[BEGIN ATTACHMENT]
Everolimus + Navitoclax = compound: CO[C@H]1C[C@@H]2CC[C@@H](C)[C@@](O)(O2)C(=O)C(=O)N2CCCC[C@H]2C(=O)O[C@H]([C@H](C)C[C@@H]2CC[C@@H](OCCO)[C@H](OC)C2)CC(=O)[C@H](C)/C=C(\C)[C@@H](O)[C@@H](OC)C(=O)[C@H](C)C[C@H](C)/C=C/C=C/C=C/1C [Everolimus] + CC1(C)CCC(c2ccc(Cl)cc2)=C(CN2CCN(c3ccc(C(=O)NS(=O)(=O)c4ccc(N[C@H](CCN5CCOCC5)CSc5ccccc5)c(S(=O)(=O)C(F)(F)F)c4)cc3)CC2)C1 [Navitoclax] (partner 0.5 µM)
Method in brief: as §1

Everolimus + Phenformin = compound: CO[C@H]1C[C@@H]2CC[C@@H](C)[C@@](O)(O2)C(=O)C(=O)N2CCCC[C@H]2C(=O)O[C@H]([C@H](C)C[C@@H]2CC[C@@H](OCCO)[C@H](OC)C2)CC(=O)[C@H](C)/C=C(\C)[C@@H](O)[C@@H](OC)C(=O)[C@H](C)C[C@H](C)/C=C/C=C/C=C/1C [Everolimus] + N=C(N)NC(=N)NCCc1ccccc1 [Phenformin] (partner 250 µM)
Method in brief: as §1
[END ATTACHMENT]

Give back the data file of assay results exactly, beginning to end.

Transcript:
Everolimus + Navitoclax = compound: CO[C@H]1C[C@@H]2CC[C@@H](C)[C@@](O)(O2)C(=O)C(=O)N2CCCC[C@H]2C(=O)O[C@H]([C@H](C)C[C@@H]2CC[C@@H](OCCO)[C@H](OC)C2)CC(=O)[C@H](C)/C=C(\C)[C@@H](O)[C@@H](OC)C(=O)[C@H](C)C[C@H](C)/C=C/C=C/C=C/1C [Everolimus] + CC1(C)CCC(c2ccc(Cl)cc2)=C(CN2CCN(c3ccc(C(=O)NS(=O)(=O)c4ccc(N[C@H](CCN5CCOCC5)CSc5ccccc5)c(S(=O)(=O)C(F)(F)F)c4)cc3)CC2)C1 [Navitoclax] (partner 0.5 µM)
Method in brief: as §1

Everolimus + Phenformin = compound: CO[C@H]1C[C@@H]2CC[C@@H](C)[C@@](O)(O2)C(=O)C(=O)N2CCCC[C@H]2C(=O)O[C@H]([C@H](C)C[C@@H]2CC[C@@H](OCCO)[C@H](OC)C2)CC(=O)[C@H](C)/C=C(\C)[C@@H](O)[C@@H](OC)C(=O)[C@H](C)C[C@H](C)/C=C/C=C/C=C/1C [Everolimus] + N=C(N)NC(=N)NCCc1ccccc1 [Phenformin] (partner 250 µM)
Method in brief: as §1